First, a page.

Belgium easily avoided a blackout caused by issues with energy supply last winter, according to a study by CREG (Electricity and Gas Regulation Commission). “Just one look at the data shows that even with extreme weather we would probably not have needed to switch on the emergency reserve,” it explains. As for next winter, the available production capacity will remain more or less the same as last year, and the emergency reserve will be greater. This will make the whole system more reliable in case of unplanned unavailability or a spate of cold weather, points out the federal regulator.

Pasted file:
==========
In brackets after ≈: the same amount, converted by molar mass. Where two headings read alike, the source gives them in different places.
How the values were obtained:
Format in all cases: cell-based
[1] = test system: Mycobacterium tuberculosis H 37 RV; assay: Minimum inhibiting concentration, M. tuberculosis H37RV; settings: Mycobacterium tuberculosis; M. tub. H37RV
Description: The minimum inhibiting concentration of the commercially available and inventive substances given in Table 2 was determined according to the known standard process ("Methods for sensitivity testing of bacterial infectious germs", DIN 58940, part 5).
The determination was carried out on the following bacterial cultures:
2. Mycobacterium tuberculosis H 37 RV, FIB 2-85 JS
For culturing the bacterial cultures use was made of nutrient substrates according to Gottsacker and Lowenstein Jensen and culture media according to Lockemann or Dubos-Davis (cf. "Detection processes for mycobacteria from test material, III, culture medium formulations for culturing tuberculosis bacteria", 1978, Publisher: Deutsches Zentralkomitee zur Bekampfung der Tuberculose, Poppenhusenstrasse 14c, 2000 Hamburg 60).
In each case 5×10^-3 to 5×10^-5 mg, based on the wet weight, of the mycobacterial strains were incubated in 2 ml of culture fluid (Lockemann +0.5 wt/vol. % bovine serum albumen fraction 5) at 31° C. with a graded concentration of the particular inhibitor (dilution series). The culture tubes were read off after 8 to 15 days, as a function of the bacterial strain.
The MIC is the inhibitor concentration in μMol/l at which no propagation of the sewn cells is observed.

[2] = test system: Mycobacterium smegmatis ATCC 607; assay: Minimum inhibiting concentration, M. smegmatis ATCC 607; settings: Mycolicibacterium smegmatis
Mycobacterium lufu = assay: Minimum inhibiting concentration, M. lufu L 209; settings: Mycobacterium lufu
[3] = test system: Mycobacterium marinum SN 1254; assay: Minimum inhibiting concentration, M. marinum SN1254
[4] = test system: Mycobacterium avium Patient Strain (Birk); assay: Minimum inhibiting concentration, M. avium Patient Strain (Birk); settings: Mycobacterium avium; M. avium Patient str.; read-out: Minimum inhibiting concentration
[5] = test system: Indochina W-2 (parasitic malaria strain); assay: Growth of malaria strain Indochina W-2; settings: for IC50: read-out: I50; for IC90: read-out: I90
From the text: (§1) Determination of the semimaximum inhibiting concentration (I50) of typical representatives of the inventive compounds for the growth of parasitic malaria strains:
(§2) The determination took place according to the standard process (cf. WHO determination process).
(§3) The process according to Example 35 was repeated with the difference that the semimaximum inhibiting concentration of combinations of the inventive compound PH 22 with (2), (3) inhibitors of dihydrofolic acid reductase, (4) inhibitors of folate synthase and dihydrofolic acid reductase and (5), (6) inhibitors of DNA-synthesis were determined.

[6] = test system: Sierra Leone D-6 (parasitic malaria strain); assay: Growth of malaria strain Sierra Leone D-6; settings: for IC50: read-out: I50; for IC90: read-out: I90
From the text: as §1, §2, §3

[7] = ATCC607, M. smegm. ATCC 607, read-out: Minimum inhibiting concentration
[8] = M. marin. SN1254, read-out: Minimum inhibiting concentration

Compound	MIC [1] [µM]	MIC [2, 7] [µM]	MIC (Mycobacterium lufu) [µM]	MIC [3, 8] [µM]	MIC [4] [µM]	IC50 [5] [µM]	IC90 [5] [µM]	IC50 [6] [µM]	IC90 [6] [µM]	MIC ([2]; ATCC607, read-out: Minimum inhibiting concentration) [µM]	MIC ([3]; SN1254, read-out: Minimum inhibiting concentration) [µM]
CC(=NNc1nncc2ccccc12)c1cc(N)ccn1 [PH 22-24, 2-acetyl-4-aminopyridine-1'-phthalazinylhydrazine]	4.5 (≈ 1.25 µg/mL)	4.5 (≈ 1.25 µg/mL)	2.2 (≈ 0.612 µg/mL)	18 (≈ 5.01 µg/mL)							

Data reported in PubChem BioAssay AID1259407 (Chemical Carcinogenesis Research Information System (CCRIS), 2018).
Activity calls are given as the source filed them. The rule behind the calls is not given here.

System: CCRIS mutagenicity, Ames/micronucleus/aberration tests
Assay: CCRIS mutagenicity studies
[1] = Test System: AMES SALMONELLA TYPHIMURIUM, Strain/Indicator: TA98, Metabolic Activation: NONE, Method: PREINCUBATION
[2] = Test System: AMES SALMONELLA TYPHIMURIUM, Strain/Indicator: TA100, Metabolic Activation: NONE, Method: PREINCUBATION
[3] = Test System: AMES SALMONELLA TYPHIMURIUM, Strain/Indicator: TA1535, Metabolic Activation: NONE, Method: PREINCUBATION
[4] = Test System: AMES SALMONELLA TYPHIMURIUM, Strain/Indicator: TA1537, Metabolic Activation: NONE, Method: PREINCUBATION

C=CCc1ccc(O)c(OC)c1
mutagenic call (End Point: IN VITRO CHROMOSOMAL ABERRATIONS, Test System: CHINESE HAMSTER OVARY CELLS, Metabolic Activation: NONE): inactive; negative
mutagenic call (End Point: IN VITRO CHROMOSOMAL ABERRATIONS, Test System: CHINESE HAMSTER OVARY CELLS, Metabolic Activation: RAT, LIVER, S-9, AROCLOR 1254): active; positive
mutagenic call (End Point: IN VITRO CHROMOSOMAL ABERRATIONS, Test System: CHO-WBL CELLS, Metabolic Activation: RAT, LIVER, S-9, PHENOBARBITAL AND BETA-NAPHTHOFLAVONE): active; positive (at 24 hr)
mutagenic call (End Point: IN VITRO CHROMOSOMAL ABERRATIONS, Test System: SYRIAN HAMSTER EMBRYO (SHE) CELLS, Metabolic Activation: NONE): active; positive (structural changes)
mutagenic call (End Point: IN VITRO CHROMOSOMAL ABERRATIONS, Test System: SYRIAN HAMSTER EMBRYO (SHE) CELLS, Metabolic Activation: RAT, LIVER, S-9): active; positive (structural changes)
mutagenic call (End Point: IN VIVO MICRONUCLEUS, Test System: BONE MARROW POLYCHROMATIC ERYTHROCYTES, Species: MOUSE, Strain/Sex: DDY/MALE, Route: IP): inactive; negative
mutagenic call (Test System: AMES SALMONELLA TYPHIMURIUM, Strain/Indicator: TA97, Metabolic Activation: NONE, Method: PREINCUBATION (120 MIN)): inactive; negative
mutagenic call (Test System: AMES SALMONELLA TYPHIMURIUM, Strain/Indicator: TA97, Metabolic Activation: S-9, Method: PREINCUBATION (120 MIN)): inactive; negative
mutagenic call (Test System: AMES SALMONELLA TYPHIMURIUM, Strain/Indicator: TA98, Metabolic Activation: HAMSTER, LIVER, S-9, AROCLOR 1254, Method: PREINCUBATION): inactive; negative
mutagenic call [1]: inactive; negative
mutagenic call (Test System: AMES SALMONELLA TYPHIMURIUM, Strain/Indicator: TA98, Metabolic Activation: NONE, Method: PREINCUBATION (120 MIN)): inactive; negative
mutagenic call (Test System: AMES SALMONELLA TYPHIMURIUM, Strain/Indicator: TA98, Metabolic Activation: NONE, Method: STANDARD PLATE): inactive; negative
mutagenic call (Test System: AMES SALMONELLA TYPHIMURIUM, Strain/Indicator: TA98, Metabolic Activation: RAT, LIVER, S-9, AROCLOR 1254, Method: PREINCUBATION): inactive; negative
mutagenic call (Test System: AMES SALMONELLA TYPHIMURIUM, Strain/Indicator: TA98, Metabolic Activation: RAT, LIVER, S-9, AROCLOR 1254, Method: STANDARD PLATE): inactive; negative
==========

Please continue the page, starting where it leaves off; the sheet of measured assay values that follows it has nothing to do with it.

A simulation exercise run by CREG proved that even with record winter conditions the emergency reserve would probably not have been needed in 2014-2015. CREG warns however that building up a strategic reserve to guarantee energy supply in case of a really cold snap is essential. They explain that the market can suffer from relative scarcity even at other times of the year, not so much because of a cold snap as because production sites may be less available and electricity interconnection may be complicated.
CREG’s research joins electricity providers in criticising the method developed by network manager Elia to determine the volume of strategic reserves. “The current method is opaque and leads to a scheduling of the activation of strategic reserves which is absurd in view of last winter’s observations, both under normal conditions (an average of 20 days’ scarcity) and under extreme conditions,” reckons the federal regulator. They add that monitoring by an independent entity is needed.